I don’t normally go to these things. However, I had a pretty bad day Saturday. Well, not that bad considering all the ills in the world. OK, OK . . . just mildly inconvenient. One of my drives, the one housing all my Lightroom stuff, called it quits. No warning, no sign that it was on its last legs. In fact, not two days ago it registered as “healthy”.
Instead, just another fine Seagate product barely making it past the three years mark.
I seem to remember hard drives lasting 5+ years, but now their lives barely make it past the terrible twos. Because it is one of a pair of matching drives, I will prudently replace both . . . and also my internal data drive. In fact, I need to now rethink my whole storage solution since it’s been three years. In truth, this system has served me well and without a hitch for those three years, and that’s more than I can say for any politician I care to think about.
Anyway, as a relief to my irritation, yesterday I treated myself by attending the Tri-Lakes Cruisers 14th Annual Car Show.
That, of course, is not the car show. It is a test shot. You see, it’s a bright day (the first since a series of overcast days) and I thought I ought use my circular polarizer.
I also set the camera to save JPG files in addition to RAW captures since my normal workflow is temporarily disrupted by the untimely death of my storage device. The following are the JPGs out of the camera with light touching up and the occasional cropping. Note: I did not use the phone at all; all of these are with the D7000 and Sigma’s 17-50mm f/2.8. For close-ups, I used Nikon’s 105mm f/2.8 Macro lens.
Oh, I should mention one other thing . . . this is just a quick introduction to the 730 photos I took. I’ll be covering the entire set over the course of a number of posts (even I am not crazy enough to do a post with 730 photos).
The above car and this next one . . .
. . . were not even part of the show. These were parked a half a block away. They look like kit cars to me, but let me stress I am not a “car guy”. I am a guy with a camera taking photos of cars that are lovingly cared for by “car guys”.
This one was also not part of the show, but it did look nice enough for me to snap a photo of it.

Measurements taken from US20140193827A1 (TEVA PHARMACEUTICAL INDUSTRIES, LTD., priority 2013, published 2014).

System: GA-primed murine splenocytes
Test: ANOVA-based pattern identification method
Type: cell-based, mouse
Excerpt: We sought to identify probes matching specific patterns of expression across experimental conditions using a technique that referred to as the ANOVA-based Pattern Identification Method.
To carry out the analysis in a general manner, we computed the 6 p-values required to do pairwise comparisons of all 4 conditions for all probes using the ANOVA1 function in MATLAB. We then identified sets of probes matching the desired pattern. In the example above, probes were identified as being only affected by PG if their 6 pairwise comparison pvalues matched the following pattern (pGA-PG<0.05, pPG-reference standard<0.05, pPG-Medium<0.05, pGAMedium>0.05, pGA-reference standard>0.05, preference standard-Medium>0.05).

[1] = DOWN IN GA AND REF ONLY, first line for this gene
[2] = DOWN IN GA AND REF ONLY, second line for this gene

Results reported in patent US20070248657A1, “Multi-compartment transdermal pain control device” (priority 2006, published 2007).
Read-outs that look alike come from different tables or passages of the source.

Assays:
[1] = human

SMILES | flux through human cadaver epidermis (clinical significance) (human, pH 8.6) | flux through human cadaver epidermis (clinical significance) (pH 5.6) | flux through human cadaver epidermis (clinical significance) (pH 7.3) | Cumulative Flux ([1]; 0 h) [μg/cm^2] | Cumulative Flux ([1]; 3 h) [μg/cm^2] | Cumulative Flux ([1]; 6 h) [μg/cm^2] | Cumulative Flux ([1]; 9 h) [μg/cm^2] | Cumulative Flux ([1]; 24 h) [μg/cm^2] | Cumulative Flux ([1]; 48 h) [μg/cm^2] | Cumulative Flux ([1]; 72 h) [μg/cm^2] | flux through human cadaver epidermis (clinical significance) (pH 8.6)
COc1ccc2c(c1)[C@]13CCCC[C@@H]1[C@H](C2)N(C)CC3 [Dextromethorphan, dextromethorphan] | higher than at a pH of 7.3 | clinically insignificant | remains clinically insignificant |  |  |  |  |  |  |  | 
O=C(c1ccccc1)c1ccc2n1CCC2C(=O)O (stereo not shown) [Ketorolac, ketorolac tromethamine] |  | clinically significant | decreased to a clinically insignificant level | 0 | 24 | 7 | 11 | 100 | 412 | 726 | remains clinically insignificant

I should also mention . . . I normally compose photos with some awareness of what’s behind and around the main subject. Unfortunately, there was a crapload of stuff (including . . . people!!!) around these cars. Therefore, I resolved to just get the angle I wanted and not worry about the surrounding stuff.
Right! . . . on with the show proper.
Most of the cars, unfortunately, had their owners show them with hoods open. How inconsiderate! Don’t they know I prefer to just photograph the exterior lines and colors and could not give a hoot about what’s under the hood? . . . apparently, they don’t.
Oh, finally, I should mention reflections . . . there are a crapload of reflections from the buffed bodies and trim. Take, for instance, the above shot. Reflections of the car next to it, of the street, of the sky . . . you can hardly make out the paint job. Plus, you know, I had to make sure I did not end up reflected on the finish; that would really mess up the photo.
. . . and yes, if you know what to look for, you can figure out where, in some shots, my reflection adorns parts of the photo.
Black is especially bad when photographing in full sun . . . and with a porta-potty in the background.
Chrome is another thing that screws up photos . . . the sun just loves bouncing off it and blind photographers.
Every car had a sign on it with information as to the make, model, year, and owners of these beauties. Some I know just from having worked and lived in a car culture for 26 years.
I think that’s a Thunder-something-or-other. It was in great shape. The emblem reminded me of a bird.
There was a side street where people who organized or sponsored the show had their cars on display.
Obviously, these are just a few. Some of the cars on display I’d already photographed when out shopping, so I assume those are owned by local people who actually use them as everyday cars.
This next car had an interesting paint job . . .